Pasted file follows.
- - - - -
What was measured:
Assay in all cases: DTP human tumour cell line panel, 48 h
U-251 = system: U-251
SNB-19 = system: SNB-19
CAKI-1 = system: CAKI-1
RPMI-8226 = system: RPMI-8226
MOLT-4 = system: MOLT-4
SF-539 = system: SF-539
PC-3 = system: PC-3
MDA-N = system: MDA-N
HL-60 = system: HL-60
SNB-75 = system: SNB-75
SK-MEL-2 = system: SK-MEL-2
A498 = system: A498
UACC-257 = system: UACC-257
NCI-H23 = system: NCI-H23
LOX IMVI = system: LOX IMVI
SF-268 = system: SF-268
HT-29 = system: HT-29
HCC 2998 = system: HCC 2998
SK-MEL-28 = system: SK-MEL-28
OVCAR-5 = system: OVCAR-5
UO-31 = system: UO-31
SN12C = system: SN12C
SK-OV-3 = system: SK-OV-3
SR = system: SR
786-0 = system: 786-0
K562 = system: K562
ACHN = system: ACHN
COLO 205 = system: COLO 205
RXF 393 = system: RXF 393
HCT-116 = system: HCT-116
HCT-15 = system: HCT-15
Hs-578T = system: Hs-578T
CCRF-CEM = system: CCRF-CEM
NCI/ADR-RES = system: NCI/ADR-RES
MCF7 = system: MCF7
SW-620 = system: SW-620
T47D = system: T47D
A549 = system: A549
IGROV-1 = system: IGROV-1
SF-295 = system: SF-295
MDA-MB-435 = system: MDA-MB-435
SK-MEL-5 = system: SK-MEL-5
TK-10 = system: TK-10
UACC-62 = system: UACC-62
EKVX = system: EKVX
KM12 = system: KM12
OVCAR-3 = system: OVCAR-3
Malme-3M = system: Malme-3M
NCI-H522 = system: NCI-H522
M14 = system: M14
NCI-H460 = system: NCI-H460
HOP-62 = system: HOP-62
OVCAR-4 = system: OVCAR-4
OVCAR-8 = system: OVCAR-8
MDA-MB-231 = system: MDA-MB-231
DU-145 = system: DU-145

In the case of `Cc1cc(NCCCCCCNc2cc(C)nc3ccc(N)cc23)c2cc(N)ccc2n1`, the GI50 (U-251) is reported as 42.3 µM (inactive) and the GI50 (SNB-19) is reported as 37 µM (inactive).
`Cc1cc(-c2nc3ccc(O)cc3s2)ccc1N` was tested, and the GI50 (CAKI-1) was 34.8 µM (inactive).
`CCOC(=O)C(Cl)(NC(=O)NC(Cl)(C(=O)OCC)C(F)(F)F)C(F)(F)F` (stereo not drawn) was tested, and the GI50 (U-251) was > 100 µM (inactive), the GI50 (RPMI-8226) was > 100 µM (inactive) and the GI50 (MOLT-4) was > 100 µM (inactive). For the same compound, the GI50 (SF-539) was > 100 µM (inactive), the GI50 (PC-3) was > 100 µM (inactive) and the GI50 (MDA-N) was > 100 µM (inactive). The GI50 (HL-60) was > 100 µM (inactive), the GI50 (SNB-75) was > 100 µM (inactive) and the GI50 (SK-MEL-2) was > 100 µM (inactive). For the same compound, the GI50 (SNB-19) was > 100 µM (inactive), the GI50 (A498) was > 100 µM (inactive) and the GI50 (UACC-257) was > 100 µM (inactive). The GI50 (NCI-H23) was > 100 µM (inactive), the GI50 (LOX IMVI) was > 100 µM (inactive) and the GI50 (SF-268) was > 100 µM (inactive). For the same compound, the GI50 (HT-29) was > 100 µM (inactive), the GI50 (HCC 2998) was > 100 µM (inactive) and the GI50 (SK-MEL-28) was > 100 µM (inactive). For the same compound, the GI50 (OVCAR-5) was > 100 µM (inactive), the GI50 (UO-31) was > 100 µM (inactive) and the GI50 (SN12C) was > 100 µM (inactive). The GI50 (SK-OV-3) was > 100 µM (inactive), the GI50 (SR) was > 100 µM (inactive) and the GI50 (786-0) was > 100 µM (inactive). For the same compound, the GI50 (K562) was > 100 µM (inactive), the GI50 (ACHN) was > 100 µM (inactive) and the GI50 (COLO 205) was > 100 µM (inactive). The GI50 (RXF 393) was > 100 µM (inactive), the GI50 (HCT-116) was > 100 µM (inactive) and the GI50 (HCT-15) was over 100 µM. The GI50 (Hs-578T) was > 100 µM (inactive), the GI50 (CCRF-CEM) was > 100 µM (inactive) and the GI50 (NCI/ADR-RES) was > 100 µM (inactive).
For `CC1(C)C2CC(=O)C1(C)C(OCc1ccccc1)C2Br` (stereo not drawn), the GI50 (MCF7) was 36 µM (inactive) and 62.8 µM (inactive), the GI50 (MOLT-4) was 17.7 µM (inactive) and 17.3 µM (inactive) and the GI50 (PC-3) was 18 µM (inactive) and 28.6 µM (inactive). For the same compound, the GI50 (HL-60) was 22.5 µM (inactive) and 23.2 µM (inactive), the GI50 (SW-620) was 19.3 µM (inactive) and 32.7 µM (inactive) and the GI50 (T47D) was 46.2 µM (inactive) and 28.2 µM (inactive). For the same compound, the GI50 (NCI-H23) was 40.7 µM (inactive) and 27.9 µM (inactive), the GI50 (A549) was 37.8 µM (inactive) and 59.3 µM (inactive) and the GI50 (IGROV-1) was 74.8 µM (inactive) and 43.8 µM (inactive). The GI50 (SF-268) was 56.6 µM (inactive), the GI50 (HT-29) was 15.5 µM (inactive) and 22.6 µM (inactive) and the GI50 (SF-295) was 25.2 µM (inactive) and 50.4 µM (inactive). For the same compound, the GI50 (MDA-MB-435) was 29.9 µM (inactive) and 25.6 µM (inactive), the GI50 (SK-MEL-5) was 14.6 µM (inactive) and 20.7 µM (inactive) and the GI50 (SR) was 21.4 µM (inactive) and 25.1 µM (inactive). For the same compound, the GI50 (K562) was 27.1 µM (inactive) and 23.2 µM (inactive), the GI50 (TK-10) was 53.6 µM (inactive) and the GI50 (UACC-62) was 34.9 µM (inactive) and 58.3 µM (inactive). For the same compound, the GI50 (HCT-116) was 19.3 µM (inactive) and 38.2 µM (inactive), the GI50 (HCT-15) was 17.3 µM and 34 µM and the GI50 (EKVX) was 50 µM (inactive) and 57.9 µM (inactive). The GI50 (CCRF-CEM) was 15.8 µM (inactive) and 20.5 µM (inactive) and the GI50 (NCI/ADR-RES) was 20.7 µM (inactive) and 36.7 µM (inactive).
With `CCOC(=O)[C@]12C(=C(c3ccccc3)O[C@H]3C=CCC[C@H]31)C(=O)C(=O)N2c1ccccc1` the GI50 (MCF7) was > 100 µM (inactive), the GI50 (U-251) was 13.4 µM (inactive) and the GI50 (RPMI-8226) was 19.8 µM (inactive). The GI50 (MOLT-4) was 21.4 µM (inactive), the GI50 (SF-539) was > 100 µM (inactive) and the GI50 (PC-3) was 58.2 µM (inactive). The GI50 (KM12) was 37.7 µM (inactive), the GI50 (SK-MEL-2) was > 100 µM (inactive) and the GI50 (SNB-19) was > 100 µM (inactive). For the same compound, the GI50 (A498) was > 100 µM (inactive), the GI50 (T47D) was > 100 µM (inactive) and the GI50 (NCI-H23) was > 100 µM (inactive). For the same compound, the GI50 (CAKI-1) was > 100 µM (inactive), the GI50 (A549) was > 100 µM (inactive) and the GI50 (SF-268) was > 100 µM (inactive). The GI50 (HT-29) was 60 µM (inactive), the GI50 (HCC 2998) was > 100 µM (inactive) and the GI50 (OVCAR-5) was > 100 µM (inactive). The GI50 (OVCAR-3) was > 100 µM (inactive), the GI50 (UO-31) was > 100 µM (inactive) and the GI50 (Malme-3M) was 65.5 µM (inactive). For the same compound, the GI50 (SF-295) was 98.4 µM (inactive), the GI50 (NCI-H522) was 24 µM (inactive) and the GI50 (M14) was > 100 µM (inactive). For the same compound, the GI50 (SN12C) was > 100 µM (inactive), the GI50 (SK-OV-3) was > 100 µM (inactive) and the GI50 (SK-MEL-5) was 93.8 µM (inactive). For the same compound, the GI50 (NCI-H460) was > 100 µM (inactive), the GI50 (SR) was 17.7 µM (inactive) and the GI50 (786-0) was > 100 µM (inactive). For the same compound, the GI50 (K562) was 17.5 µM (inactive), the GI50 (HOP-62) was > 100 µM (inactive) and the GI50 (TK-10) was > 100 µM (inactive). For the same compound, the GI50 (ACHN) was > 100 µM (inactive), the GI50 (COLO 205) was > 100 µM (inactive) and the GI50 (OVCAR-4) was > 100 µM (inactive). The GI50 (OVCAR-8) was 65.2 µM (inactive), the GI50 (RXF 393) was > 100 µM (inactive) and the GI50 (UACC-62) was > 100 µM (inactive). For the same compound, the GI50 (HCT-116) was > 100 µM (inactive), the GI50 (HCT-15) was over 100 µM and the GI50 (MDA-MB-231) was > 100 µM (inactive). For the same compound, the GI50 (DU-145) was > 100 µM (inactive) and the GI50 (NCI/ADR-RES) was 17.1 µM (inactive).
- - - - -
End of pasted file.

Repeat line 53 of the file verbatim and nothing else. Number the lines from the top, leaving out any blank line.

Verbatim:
NCI-H460 = system: NCI-H460